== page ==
The overall aim of the workshop is not to educate men on the right way to behave, but to give them an opportunity to exchange opinions with their peers. One striking outcome of these conversations seems to be the realization that guys seem to think that their teammates find sexist behaviour more acceptable than they actually do. The take away message seems to be that sexist behaviour is not a way of impressing one’s mates. Another take away message might be that conversations of this kind can be very interesting and useful. GL hopes that their workshops are merely a starting point for an on-going conversation under day-to-day conditions among the participants.


Sometimes, participants are reluctant, of course. The captains of sports teams sign up their teams, and not all team members are enthusiastic about participating. The aim of the workshops is to get men into the room who would not normally engage in this kind of conversation. Sam recalls that he himself was very sceptical when he first participated in the workshop. Like most participants, he was positively surprised though. “It was not just another consent workshop, but an actual conversation I have never had like this before. You learn things about your mates you would never talk about otherwise.” In this regard, the GL workshops address the two concerns most often uttered about ordinary consent workshops. Unlike ordinary consent workshops, GL offers more than just information about consent, and involves all types of men in their conversations. It therefore promises to be a very effective way of tackling toxic masculinity.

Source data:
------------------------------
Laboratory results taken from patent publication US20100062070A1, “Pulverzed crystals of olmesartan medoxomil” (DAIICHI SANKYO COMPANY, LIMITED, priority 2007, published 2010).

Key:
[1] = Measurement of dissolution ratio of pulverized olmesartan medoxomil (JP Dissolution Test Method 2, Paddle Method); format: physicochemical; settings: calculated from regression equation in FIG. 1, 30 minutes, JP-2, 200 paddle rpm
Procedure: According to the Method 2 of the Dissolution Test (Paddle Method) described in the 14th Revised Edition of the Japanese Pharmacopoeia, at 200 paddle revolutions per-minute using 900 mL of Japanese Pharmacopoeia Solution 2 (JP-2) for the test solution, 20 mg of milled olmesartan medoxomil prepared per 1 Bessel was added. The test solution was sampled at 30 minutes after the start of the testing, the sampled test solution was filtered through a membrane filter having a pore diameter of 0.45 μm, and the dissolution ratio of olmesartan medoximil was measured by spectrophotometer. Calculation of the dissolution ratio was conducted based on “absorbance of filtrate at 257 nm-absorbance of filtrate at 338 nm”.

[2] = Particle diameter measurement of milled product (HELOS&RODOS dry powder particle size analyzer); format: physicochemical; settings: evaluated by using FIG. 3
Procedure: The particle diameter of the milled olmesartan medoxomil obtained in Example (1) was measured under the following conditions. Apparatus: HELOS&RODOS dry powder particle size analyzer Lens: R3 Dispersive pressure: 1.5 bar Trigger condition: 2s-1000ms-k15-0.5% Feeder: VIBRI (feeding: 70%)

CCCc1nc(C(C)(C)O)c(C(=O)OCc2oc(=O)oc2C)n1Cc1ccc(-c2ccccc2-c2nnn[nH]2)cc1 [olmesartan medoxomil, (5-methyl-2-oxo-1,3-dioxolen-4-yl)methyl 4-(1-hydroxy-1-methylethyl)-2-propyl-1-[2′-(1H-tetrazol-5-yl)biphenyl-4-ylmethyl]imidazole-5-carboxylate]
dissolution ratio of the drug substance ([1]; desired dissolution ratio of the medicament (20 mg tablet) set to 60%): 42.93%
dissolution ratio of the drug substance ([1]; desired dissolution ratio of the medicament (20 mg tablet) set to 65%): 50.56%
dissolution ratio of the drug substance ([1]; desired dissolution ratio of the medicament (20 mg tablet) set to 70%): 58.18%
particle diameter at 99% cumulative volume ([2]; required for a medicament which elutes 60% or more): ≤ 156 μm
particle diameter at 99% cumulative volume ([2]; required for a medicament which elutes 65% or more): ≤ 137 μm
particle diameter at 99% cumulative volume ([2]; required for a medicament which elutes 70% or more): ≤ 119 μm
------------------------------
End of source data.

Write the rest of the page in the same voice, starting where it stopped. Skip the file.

At this point, GL primarily focuses on university sports teams. However, they are currently branching out in the future, and start to offer courses for workplaces and secondary schools. The aim here is two-fold. First, they are attempting to cover a broader range of topics, such as workplace inequality. Second, they would like to initiate conversation among young boys already. At university age, boys’ ideas might be set already, and it might therefore be fruitful to start the process at a younger age. We will discuss this and other strategies in the third part of this paper. 


~Please reference: Sudkaemper, A. (2017, August) The Good Lad Initiative. Retrieved from